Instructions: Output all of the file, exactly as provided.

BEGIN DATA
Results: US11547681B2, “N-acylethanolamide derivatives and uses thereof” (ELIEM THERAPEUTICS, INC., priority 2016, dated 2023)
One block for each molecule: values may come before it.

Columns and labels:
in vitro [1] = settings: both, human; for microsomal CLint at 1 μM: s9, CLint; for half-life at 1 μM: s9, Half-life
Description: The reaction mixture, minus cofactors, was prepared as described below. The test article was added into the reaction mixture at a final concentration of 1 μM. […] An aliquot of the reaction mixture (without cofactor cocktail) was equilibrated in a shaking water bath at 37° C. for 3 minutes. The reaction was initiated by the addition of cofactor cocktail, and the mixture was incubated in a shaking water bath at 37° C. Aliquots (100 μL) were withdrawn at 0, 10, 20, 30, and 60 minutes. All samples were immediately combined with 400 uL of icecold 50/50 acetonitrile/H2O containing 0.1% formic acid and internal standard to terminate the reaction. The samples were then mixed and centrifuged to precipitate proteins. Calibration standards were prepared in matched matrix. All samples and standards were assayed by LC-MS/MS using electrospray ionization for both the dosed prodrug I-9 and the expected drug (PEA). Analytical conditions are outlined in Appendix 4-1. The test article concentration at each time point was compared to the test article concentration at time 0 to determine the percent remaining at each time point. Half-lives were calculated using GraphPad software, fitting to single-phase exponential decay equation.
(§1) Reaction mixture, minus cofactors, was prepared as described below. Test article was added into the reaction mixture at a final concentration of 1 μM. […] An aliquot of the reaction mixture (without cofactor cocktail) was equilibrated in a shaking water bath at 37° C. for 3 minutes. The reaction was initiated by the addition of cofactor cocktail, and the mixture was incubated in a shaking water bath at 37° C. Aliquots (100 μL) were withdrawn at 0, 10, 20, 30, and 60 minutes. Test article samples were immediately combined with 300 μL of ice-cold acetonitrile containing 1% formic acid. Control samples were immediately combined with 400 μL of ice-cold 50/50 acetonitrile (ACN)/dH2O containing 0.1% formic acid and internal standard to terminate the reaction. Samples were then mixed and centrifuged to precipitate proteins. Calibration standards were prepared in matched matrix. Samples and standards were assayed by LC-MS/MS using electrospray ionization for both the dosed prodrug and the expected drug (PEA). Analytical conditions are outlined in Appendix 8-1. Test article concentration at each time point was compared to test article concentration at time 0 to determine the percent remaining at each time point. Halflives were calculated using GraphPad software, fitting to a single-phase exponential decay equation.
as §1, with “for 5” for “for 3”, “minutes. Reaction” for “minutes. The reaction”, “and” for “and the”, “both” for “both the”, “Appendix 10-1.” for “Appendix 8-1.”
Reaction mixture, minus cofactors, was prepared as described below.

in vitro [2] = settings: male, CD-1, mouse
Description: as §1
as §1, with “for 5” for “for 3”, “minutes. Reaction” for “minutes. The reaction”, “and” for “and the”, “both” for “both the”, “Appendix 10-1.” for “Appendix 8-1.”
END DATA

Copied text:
Results: US11547681B2, “N-acylethanolamide derivatives and uses thereof” (ELIEM THERAPEUTICS, INC., priority 2016, dated 2023)
One block for each molecule: values may come before it.

Columns and labels:
in vitro [1] = settings: both, human; for microsomal CLint at 1 μM: s9, CLint; for half-life at 1 μM: s9, Half-life
Description: The reaction mixture, minus cofactors, was prepared as described below. The test article was added into the reaction mixture at a final concentration of 1 μM. […] An aliquot of the reaction mixture (without cofactor cocktail) was equilibrated in a shaking water bath at 37° C. for 3 minutes. The reaction was initiated by the addition of cofactor cocktail, and the mixture was incubated in a shaking water bath at 37° C. Aliquots (100 μL) were withdrawn at 0, 10, 20, 30, and 60 minutes. All samples were immediately combined with 400 uL of icecold 50/50 acetonitrile/H2O containing 0.1% formic acid and internal standard to terminate the reaction. The samples were then mixed and centrifuged to precipitate proteins. Calibration standards were prepared in matched matrix. All samples and standards were assayed by LC-MS/MS using electrospray ionization for both the dosed prodrug I-9 and the expected drug (PEA). Analytical conditions are outlined in Appendix 4-1. The test article concentration at each time point was compared to the test article concentration at time 0 to determine the percent remaining at each time point. Half-lives were calculated using GraphPad software, fitting to single-phase exponential decay equation.
(§1) Reaction mixture, minus cofactors, was prepared as described below. Test article was added into the reaction mixture at a final concentration of 1 μM. […] An aliquot of the reaction mixture (without cofactor cocktail) was equilibrated in a shaking water bath at 37° C. for 3 minutes. The reaction was initiated by the addition of cofactor cocktail, and the mixture was incubated in a shaking water bath at 37° C. Aliquots (100 μL) were withdrawn at 0, 10, 20, 30, and 60 minutes. Test article samples were immediately combined with 300 μL of ice-cold acetonitrile containing 1% formic acid. Control samples were immediately combined with 400 μL of ice-cold 50/50 acetonitrile (ACN)/dH2O containing 0.1% formic acid and internal standard to terminate the reaction. Samples were then mixed and centrifuged to precipitate proteins. Calibration standards were prepared in matched matrix. Samples and standards were assayed by LC-MS/MS using electrospray ionization for both the dosed prodrug and the expected drug (PEA). Analytical conditions are outlined in Appendix 8-1. Test article concentration at each time point was compared to test article concentration at time 0 to determine the percent remaining at each time point. Halflives were calculated using GraphPad software, fitting to a single-phase exponential decay equation.
as §1, with “for 5” for “for 3”, “minutes. Reaction” for “minutes. The reaction”, “and” for “and the”, “both” for “both the”, “Appendix 10-1.” for “Appendix 8-1.”
Reaction mixture, minus cofactors, was prepared as described below.

in vitro [2] = settings: male, CD-1, mouse
Description: as §1
as §1, with “for 5” for “for 3”, “minutes. Reaction” for “minutes. The reaction”, “and” for “and the”, “both” for “both the”, “Appendix 10-1.” for “Appendix 8-1.”